Posted by Ian Ballantine on Jul 27, 2021
The arrival of the first peace fellows at the new peace center in Kampala, Uganda, heralds the beginning of a new era for Rotary and the continent.
by Jeff Ruby Photography by Tobin Jones From the website here.

In the last week of February, in Kampala, Uganda, 15 Rotary Peace Fellows gathered at Makerere University for the inaugural session of Rotary International’s new peace center. Among them, the peace center’s first cohort represented 11 countries and spoke, in addition to English, a dozen African languages, including Luganda, Swahili, and Zulu. “Coming from diverse backgrounds, and yet with a shared desire for peace in Africa, they are the epitome of unity in diversity,” said Anne Nkutu, a member of the Rotary Club of Kampala Naalya and the host area coordinator for the Makerere University peace center.

With an average age of 40 when they were admitted to the program, the fellows are not novice peacemakers. These are established professionals with a minimum of five years of experience in peace and development. They arrived at Makerere University — home to an established program in peace and conflict studies — already working on an initiative, or with an idea for one, that promotes peace or social change within their workplace or community. “The fellows are more interested in the practical side of peacebuilding,” said Helen Nambalirwa Nkabala, the director of the peace center. “They want to see how things are done, as opposed to our regular students, who are more interested in the theoretical aspects. So the fellows come off as, and indeed are, change agents.”

Prior to arriving at Makerere, the peace fellows began their studies with a two-week online session, the first stage in Rotary’s new yearlong certificate program in peacebuilding, conflict transformation, and development. (The peace center at Chulalongkorn University in Bangkok, which previously offered a three-month version of the certificate program, has also adopted this new model.) Following the 10-week session in Kampala, they will return home to begin implementing their social change initiatives, checking in periodically with their instructors and fellow students. They will return to Makerere in early 2022 to complete the program.

Earlier this year, as they prepared to depart for Kampala, Rotary magazine spoke with six of the peace fellows via Zoom and WhatsApp. The conversations were a crash course in African history and politics. They were also an inspiration, offering a glimpse of the possibilities that lie ahead for Africa once these peace fellows — and those to follow in the years ahead — complete their studies at Makerere and disperse across the continent to share what they have learned.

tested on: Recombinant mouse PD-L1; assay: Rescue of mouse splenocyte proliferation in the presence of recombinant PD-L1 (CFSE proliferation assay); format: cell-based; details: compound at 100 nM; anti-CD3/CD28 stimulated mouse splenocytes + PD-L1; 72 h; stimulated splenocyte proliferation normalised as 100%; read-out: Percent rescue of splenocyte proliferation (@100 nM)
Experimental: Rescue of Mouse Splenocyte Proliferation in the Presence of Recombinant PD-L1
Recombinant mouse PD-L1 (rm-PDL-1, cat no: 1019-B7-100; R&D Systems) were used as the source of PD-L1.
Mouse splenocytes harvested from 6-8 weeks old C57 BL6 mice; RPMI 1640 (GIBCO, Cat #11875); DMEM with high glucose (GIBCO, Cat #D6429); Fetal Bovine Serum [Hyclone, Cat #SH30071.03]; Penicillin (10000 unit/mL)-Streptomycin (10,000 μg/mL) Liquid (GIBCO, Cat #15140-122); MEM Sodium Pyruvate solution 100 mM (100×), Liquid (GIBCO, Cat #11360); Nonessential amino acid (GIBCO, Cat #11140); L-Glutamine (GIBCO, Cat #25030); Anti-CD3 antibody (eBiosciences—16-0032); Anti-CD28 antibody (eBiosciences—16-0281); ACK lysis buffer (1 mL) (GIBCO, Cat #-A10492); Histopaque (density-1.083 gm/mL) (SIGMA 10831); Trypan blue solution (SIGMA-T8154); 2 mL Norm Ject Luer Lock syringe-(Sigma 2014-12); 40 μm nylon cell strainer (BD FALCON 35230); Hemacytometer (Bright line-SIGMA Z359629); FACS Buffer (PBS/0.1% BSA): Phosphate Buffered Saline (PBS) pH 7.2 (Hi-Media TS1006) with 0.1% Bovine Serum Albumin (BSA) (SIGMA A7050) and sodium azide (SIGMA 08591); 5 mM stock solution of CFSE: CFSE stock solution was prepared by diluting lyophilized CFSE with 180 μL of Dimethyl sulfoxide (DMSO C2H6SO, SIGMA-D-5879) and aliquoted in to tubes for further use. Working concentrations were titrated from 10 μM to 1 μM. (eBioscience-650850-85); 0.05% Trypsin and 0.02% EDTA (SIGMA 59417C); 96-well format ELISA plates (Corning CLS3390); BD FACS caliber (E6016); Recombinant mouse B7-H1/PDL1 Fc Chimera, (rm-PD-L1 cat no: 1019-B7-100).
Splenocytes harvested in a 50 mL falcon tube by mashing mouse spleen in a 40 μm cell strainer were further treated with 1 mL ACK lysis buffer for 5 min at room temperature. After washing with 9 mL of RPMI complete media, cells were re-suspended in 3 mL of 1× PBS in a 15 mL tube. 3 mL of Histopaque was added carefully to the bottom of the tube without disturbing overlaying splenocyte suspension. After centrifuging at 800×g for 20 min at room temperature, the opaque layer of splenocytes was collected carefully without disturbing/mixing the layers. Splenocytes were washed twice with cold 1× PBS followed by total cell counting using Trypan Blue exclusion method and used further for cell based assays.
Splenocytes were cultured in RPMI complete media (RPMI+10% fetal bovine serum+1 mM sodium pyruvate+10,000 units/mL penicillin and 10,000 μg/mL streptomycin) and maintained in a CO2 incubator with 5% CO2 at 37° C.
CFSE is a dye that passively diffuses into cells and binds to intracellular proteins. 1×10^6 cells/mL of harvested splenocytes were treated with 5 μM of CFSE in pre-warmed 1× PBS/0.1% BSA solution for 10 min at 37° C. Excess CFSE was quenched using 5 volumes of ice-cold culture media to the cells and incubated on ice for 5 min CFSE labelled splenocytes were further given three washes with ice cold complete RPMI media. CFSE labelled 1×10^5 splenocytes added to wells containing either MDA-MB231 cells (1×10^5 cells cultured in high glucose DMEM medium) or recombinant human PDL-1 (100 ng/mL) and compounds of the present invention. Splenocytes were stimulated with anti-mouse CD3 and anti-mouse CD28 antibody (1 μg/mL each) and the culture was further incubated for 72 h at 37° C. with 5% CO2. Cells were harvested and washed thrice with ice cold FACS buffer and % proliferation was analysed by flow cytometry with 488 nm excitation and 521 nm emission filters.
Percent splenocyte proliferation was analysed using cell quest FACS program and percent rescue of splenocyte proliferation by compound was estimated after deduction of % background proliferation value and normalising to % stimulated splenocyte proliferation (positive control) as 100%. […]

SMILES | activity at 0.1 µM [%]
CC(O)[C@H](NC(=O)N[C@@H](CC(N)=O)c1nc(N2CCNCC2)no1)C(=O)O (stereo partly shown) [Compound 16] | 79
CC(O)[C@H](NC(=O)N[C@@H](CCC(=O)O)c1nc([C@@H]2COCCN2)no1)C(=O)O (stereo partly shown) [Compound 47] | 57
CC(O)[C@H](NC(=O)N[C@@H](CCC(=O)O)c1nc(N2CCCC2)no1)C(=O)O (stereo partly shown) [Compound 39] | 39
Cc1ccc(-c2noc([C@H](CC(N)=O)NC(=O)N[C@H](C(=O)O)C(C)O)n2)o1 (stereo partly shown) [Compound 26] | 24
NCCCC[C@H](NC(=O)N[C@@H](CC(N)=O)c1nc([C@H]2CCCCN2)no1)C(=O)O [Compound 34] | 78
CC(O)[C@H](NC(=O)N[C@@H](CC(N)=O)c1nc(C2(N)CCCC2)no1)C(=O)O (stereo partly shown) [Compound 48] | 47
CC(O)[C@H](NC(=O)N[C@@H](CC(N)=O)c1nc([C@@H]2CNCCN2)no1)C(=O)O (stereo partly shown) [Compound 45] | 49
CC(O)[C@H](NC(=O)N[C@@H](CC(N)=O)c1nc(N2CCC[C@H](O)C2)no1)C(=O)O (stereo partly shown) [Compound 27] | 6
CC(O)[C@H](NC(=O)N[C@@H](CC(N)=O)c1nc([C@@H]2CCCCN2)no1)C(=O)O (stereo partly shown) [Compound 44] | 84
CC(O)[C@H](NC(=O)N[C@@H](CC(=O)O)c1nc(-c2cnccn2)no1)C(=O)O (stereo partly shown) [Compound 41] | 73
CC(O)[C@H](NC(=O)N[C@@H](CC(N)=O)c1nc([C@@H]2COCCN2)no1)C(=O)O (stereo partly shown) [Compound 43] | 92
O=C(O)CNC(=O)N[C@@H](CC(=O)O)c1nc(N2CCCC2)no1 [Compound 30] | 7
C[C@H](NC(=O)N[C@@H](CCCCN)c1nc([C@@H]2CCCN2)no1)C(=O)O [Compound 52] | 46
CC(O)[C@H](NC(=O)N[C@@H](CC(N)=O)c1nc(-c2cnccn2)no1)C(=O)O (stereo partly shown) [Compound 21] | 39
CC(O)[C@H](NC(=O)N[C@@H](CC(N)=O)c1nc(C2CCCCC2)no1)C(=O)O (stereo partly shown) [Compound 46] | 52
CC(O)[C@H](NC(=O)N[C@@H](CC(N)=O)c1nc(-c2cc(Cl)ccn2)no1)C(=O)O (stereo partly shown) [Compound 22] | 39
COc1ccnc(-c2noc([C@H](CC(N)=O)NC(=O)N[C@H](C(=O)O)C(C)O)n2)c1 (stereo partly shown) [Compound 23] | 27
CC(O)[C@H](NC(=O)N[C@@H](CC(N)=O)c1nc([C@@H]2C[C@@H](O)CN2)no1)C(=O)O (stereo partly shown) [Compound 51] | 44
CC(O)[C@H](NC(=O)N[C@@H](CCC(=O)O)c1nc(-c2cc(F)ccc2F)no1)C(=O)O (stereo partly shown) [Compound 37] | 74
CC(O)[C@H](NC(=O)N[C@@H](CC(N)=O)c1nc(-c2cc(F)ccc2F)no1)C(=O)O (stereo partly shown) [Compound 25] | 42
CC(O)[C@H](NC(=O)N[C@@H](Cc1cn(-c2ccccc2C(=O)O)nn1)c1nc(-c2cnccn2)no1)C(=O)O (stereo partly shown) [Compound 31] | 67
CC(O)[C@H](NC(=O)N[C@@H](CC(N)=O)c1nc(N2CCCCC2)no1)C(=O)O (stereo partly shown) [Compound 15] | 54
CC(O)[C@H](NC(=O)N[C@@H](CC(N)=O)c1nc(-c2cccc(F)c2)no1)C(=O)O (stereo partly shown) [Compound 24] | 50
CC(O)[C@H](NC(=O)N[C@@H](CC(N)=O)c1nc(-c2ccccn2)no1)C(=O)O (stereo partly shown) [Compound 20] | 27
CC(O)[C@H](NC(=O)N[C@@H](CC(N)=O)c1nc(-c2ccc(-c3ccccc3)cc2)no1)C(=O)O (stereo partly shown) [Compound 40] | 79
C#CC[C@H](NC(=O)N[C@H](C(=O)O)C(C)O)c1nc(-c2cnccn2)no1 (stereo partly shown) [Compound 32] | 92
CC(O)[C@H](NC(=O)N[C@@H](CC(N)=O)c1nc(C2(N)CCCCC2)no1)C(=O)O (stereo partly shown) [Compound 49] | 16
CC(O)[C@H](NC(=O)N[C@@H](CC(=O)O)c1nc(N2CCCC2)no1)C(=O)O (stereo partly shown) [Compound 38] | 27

Patience Rusare

The first time Patience Rusare encountered tribalism in her native Zimbabwe, she was in first grade. As members of the Shona tribe living in Bulawayo — a city dominated by the Ndebele people — her family didn’t speak the local language as well as their neighbors. “I answered a question in class, and the other kids laughed and called me a derogatory name,” recalls Rusare, now 32. “I went home and asked my parents: Is something wrong with us? You could see that the tensions were coming from home, and the children were bringing them to school.”

Twenty-five years later, Rusare is an editor and a senior political journalist for The Patriot, a newspaper based in Harare. In 2013, after years of writing business stories, she changed her focus. She began covering conflicts, whether political crises in Lesotho and Mali in 2014 and 2015, hostile Ugandan elections in 2016, or a coup d’état in her native Zimbabwe in 2017, often tracing underlying issues back decades to explain the current climate.

“People were not making informed decisions,” Rusare says. “And that lack of information can make people desperate and easy to manipulate.” As she wrote in an unbiased manner, she began to see a direct correlation between the information in her stories and public policy. In Lesotho, Rusare says, mediation from a Botswana-based intragovernmental organization called the Southern African Development Community led to a resolution that was influenced by a story that she had written for The Patriot. “I feel like I really made positive change in the world there,” she says. “They have some lasting peace in Lesotho.”

In 2019, in hopes of learning “the nitty-gritty of peace dealings,” she got a master’s degree in peace, leadership, and conflict resolution. “I made a commitment to myself to use the media to create a more just and peaceful world,” Rusare says.

As special elections, rescheduled from 2020, approach in Zimbabwe, the same tribal conflict that Rusare witnessed as a child rages on. Through her social change initiative, Rusare wants to change the approach of journalism in Zimbabwe. “We’ve got to get rid of the idea of ‘if it bleeds, it leads,’ and work as peace practitioners,” she says. “A positive peace story can get people to buy a newspaper if it’s a good enough human-interest story.” Her plan is to train 20 journalists in the art of conflict reporting — a group of Ndebele and Shona journalists, working together — and charge each one to go out and mentor journalists among their own people until the approach extends across the country and beyond.

“I don’t want my children to go through what I went through,” says Rusare of her 8-year-old and 3-year-old. “I want them to grow up in an environment where all people love each other regardless of the ethnic groups they belong to. They will know that we are all diverse, but we are all one.”